All the usual suspects are here, at the disability fair. Outside I meet some NGO/charity types that I know. Walking in, a colleague in government greets me. Before long, I’m talking with some disabled people, too. Everyone’s here, for a week-long celebration starting on the International Day of People with Disability. The field of the government’s disability foundation has been repurposed to have stalls around the outside.
It’s very exciting to begin with as I see my old friends and make new ones. I test out the few pieces of Bangla sign-language I know, and sit in the stall of the government factory that makes plastic products and bottles water (one the buyers of the water they produce is the Prime Minister’s Office).
My friends and previous colleagues at HI Bangladesh put up a big poster on why “Inclusive Community” = “Removing Barriers” + “Support Services”. They also brought a scale model of a wheel-chair accessible shop.
Next door I pop into the disability foundation’s own stall. Here they have some medical equipment, and appear to have a room where they are actually seeing people. “What therapy can I get?” I say, as a joke. They take me seriously, ask where I live and discuss which center is closest to my house. “What problem do you have?” asks a kind lady. “I don’t have any problem,” I say abruptly, limping away.
Actually I do have a problem. My problem is that I’m so obsessed with showing the social side of disability that I sometimes find the treatment of it as a medical condition quite unsettling. I know that I need therapy, and I know lots of people here are in serious difficulties because they don’t get health or rehabilitation support in good quality.
This is the thing about the faces of disability in Bangladesh. All the different ways you can understand disability are present, whether from the point of view of a medical problem, or something that results from social barriers, or something connected with moral worth. This big wheelchair is in front of the stall of an organisation that can explain the social model of disability very well.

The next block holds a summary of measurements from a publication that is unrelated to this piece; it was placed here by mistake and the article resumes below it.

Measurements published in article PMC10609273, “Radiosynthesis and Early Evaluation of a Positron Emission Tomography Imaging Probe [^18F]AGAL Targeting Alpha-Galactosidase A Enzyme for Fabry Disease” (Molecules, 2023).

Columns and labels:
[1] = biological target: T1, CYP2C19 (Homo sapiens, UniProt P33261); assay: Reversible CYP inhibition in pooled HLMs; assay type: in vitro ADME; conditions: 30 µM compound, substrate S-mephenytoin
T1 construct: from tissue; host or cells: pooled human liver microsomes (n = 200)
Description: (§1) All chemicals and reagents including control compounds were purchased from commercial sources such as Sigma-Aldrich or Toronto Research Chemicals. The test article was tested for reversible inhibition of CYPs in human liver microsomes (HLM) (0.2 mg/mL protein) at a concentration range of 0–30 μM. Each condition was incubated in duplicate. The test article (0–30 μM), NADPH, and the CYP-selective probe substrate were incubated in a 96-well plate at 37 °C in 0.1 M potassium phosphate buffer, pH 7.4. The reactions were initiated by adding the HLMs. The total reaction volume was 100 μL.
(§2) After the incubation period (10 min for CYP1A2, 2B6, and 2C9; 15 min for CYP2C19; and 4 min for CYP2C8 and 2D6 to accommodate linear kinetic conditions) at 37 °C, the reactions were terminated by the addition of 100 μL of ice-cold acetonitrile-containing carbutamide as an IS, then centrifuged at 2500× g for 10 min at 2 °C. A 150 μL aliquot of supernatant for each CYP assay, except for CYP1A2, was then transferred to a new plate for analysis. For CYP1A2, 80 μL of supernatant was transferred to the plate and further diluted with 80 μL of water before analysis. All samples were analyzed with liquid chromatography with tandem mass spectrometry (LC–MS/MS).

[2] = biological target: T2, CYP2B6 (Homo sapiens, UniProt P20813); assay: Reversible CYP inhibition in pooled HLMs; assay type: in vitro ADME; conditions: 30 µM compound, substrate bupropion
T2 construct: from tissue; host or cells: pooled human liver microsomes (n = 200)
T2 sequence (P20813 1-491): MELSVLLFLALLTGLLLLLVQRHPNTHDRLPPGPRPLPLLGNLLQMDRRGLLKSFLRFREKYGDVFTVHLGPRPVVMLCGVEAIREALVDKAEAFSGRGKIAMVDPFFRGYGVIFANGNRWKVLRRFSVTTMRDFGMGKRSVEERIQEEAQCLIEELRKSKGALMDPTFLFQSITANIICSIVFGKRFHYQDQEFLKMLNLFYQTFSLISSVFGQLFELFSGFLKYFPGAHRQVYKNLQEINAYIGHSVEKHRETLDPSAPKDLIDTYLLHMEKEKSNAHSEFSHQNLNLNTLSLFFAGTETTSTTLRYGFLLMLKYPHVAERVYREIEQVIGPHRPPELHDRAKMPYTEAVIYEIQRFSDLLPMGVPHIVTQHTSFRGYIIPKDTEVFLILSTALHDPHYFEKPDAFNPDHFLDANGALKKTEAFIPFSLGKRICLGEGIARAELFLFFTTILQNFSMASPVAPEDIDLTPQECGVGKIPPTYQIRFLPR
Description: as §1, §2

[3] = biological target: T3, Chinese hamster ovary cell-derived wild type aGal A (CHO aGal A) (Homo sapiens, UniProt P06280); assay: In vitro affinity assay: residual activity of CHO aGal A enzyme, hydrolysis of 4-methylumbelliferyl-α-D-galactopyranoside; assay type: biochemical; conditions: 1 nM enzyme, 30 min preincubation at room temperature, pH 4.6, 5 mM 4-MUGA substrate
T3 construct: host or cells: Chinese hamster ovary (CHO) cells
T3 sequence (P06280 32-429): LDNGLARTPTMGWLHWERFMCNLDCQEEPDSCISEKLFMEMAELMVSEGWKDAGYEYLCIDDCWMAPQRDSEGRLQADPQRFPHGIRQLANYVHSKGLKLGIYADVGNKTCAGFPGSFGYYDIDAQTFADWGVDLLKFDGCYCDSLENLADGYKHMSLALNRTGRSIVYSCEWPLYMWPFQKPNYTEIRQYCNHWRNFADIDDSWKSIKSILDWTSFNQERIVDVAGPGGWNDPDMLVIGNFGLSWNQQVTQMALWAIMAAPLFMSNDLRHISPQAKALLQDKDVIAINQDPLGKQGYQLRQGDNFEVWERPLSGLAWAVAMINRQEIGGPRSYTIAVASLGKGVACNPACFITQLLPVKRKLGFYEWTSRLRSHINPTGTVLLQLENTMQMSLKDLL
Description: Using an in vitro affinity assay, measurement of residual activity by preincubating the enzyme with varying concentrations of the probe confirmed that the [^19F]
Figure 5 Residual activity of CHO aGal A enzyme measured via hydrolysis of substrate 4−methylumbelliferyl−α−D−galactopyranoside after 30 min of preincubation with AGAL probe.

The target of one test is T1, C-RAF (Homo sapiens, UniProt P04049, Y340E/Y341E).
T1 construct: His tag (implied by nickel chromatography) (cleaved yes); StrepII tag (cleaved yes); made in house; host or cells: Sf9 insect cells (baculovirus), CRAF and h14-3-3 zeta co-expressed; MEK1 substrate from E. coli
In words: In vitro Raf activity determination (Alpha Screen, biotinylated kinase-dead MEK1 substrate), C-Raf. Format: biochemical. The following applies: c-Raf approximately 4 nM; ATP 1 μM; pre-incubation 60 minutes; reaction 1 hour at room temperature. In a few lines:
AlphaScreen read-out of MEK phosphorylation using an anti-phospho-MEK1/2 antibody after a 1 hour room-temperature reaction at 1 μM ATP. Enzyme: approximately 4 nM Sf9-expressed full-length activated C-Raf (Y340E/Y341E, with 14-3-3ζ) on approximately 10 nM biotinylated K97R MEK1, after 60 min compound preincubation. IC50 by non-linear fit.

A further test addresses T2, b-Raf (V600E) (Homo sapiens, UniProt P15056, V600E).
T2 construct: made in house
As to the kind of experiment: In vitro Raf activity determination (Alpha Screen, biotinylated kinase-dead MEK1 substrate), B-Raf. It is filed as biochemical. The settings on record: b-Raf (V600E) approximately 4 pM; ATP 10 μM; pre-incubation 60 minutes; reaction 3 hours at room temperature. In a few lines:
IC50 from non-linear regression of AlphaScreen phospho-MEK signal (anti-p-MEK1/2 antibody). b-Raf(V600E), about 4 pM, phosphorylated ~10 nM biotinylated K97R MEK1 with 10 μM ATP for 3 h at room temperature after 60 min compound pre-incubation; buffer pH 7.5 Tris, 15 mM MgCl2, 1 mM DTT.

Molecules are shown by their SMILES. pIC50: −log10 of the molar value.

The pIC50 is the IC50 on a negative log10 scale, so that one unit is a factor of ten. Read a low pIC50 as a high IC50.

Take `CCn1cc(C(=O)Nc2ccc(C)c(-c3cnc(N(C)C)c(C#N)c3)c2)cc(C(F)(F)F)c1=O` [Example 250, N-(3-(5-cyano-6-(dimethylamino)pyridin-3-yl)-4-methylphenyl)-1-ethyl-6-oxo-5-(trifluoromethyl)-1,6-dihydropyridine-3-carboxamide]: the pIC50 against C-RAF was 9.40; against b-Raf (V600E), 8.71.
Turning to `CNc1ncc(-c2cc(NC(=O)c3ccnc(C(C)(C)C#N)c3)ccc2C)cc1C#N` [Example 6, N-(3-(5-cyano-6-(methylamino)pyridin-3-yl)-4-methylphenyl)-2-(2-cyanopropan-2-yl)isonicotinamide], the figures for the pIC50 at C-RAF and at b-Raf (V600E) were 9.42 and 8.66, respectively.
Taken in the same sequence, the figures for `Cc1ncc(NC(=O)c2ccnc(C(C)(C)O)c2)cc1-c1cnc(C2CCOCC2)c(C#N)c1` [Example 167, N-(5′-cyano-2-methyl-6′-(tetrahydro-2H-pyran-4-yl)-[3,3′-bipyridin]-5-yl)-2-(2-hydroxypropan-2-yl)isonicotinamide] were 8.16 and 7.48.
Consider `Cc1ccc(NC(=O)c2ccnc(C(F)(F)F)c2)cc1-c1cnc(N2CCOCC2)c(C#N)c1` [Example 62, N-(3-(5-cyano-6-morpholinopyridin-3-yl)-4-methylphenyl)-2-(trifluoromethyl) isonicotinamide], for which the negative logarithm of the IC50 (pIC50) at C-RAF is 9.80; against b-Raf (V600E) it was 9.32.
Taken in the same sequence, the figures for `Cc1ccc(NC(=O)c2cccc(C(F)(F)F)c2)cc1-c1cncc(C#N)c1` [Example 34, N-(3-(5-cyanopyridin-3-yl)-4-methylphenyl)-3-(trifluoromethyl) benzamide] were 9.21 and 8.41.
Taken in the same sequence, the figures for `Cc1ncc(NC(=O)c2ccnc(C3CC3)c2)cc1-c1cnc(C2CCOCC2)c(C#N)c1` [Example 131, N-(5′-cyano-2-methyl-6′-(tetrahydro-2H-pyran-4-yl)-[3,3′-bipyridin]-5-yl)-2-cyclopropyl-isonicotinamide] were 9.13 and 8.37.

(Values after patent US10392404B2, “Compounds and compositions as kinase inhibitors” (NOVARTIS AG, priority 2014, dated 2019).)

The main theme of the stalls though, was handicrafts. All the organisations that could had products “made by disabled people”. Bags, wooden puzzles, plastic cups, clothes, mushrooms, decorations, clocks, etcetara.
There were quite a few schools for disabled children as well. Mostly they seemed to be for children for intellectual impairments. There are schools for children with hearing impairments, but I didn’t see them at the fair.
By the time I’d gotten round all of the organisations I wasn’t sure whether I’d gone backward or forward. I wasn’t sure whether we were talking about empowerment of disabled people, the treatment and cure of disabled people, segregation of disabled people into special schools, the wonderful talents of disabled people (and children) to make handicrafts, or what. In some way we were talking about all of these things at once, which is one of the reasons why working on disability here is so fun and so messy. On the one hand all the handicrafts started to feel quite stereotyped. On the other hand, some of these handicraft stalls were looked after by disabled people who seemed pretty empowered to be there.
One of the stalls apologised to me that they didn’t have anything to show or sell but for a book and a CD. I was quite relieved that I wasn’t seeing more handicrafts. A friend pointed excitedly towards the sign they had made and urgently put a leaflet into my hand.
You can see the neighbouring mushroom-stall in the background. But this organisation has other ideas. The sign reads “We don’t want the representation of disabled people to be in the control of non-disabled people”. The leaflet is densely written, but has a simple title and direct text:
We want to take our decisions
The idea of most people in this country is that disabled people cannot do their own work. That disabled people are dependent on others to survive. And in decision-making, there is no question of their participation. As a result, non-disabled people are controlling the lives of disabled people.
That’s my translation of the beginning of two pages of this tightly written Bangla. It’s clear that in part this is a protest against some of their colleagues present in other stalls at the fair. I wouldn’t put it so strongly myself, but I completely agree on wanting disabled people to be able to make their own decisions. Are health services, assistive devices, handicrafts and self-determination going hand-in-hand towards the same goal? This fair brought us all together, but I wonder what differences there are among us.